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Home Facts About Drinking Alcohol – Types – Costs – Effects – Statistics

Facts About Drinking Alcohol – Types – Costs – Effects – Statistics


Alcohol is classified as a drug, a depressant. This means it slows down the vital functions of the body.

  • It is the most popular recreational drug in the world.

It is sometimes referred to as ethanol. It is found in all alcoholic beverages. It is synonymous with the term ethanol.

It gets absorbed into the bloodstream through blood vessels in the stomach and intestine walls. After a few minutes of drinking, it travels from the stomach to the brain where it starts slowing the action and reaction of the nerve cells.

  • About 20% of it is absorbed through the lining of the stomach while the rest is absorbed through the lining of the small intestines.

The blood carries it to the liver, where it is eliminated from the bloodstream by a process known as metabolization. There it is converted into non-toxic substance.

The liver can however only metabolize a small amount at a time and the rest circulates the body. The intensity of how it affects an individual is related directly with the amount they consumed.

According to a study, women absorb alcohol into their bloodstream faster than men, but they metabolize it at a much slower rate when compared to men. There are three types of alcohol;


  • Beer: brewing and fermentation of grains. It has a content of between 4% and 6%
  • Wine: it is made by use of fermented fruits mostly grapes and has a content of between 9% and 16%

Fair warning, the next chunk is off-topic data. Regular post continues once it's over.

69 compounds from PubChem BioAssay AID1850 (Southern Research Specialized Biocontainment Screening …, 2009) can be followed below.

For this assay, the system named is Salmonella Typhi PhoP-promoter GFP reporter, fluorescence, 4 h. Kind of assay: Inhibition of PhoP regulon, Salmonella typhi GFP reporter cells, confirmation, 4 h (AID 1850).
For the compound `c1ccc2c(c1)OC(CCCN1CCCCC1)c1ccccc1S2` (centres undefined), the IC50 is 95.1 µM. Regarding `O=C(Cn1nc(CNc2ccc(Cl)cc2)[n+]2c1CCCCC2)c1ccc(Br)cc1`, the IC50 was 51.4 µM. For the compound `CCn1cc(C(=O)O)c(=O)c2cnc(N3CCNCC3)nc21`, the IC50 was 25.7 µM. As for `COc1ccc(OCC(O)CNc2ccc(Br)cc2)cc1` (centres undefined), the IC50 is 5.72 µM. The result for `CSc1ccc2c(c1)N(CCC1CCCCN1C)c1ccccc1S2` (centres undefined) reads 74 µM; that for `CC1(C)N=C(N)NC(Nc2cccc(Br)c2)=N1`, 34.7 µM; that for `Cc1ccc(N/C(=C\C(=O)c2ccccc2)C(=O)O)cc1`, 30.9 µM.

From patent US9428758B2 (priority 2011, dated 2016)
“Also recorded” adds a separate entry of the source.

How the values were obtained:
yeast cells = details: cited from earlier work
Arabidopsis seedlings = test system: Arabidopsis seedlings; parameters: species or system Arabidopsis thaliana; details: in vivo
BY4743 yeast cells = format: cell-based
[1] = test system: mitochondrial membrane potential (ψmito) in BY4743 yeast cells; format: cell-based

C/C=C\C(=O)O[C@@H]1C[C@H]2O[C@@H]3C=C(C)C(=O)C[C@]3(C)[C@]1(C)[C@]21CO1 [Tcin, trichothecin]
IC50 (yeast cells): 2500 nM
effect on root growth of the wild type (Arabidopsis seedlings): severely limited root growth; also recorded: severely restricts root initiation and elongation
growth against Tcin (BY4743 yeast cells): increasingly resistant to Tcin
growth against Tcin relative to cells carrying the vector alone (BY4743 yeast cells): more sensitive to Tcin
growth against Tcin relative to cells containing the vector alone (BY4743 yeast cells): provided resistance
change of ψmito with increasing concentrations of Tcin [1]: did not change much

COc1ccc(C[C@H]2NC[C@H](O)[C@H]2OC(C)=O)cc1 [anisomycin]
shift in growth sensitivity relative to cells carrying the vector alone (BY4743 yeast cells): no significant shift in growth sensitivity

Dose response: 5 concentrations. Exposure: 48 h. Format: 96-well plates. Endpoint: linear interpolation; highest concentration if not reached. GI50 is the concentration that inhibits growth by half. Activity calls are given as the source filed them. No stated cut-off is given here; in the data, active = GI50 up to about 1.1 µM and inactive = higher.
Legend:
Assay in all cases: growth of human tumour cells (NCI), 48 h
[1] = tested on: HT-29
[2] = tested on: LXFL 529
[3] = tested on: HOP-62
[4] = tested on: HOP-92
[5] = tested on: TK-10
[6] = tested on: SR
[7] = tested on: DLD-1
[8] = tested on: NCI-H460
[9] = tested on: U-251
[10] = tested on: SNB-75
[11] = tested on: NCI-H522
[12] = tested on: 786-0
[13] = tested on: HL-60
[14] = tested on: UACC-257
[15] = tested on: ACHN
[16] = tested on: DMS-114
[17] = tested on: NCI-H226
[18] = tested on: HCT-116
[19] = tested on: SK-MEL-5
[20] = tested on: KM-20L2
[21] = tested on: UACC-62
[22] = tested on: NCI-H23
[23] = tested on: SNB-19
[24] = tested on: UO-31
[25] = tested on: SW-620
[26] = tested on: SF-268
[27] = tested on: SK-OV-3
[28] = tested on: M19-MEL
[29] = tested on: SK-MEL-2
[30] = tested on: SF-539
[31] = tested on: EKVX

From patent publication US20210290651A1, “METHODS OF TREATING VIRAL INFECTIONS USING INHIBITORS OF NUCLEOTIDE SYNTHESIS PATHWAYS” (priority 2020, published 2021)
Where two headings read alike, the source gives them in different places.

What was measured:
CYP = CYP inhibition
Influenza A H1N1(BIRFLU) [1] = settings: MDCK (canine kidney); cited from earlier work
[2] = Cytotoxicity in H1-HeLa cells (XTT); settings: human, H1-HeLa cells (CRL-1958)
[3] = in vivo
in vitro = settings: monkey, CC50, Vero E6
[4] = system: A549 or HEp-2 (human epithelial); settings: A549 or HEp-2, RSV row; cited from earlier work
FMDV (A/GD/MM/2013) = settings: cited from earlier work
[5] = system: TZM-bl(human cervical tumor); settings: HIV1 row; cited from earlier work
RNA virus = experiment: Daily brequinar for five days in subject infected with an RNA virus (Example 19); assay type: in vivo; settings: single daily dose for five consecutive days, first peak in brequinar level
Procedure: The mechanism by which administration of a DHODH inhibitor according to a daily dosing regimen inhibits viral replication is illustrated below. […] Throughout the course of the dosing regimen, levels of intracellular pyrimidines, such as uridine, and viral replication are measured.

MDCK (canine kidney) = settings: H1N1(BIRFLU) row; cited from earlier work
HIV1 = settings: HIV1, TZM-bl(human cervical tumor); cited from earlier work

• Spirits: they are a product of both distillation and fermentation. They have a content above 20%


The effects range from a hangover to death from poisoning. Some short term effects include;

  • Slurred speech
  • Drowsiness
  • Distorted hearing and vision
  • Decreased coordination and perception
  • Vomiting, which is the body’s defense from additional intake of alcohol
  • Memory lapse, where the victim does not remember incidents that occurred while under the influence

The above are just a number of the short-term effects. Binge drinking and continued use in large amounts is associated with several health problems.

Bingeing is the practice of consuming large amounts in one session. It is defined as five or more drinks at one time for a man and four or more for a woman. One binge drinks usually results in getting intoxicated.

  • The cost of excessive alcohol use in the United States reached¬†$249 billion in 2010, about $2.05 per drink.


  • Unintentional injuries such as drowning, falls and car crashes.
  • High blood pressure
  • stroke and other heart related diseases
  • Nerve damage
  • Liver damage;¬† (Fatty liver, cirrhosis & hepatitis)
  • Permanent damage to the brain
  • Ulcers
  • Gastritis, which is the inflammation of stomach walls
  • Mouth and throat cancer
  • Death


Statistics show individuals whose first encounter with drinking was before 15 years of age are 7 times more likely to develop an alcoholism when compared to those who took alcohol after the age of 21.